Monica from Garden Faerie's Musings asked me last week if I lifted my Dahlias for the winter, so I thought I'd show you today what I've been up to over the weekend. The usual garden advice for the UK is to lift them, trim off the top foliage and any rotting tubers, and store them in sand or peat (or an alternative, more eco-friendly compost) in a frost-free garage or shed for the winter.
Being a gardener of the lazier sort and fortunate enough to live in the south west of England (I reckon it's about zone 8, for those of you reading this over the pond), I've decided to leave my Dahlias in the ground to overwinter, just like I've done for the past few years. They're in the terraced part of the garden, so this is a warmer, more sheltered spot for them anyway. In order to ensure their survival until the spring, I give them a thick snuggly duvet like the one shown in the picture. I've cut off the blackened foliage and stems from last week and then covered the plants with a few inches of thick mulch - the used pet bedding from next door's pet guinea pigs and hamster in this case. The wood shavings and straw are ideal and will rot down sufficiently over winter, so the emerging plants in the spring won't suffer a nitrogen deficit. I reckon the rotted pets' poo will also give them a boost.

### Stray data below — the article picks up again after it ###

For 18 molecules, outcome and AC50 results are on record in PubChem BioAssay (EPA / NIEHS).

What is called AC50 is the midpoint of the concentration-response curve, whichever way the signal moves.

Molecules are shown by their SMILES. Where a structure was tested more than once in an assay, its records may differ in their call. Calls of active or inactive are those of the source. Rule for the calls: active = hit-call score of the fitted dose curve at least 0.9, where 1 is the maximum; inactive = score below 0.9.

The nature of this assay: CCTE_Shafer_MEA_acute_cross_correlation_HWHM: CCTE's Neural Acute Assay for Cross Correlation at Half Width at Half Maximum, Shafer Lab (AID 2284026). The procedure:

Of course with this method, eternal vigilance is needed come April/May next year to ensure the emerging foliage is not attacked by pesky slugs and snails. I reckon it's worth it though, otherwise I'd have to tidy up my shed so I can fit them in somewhere for the winter.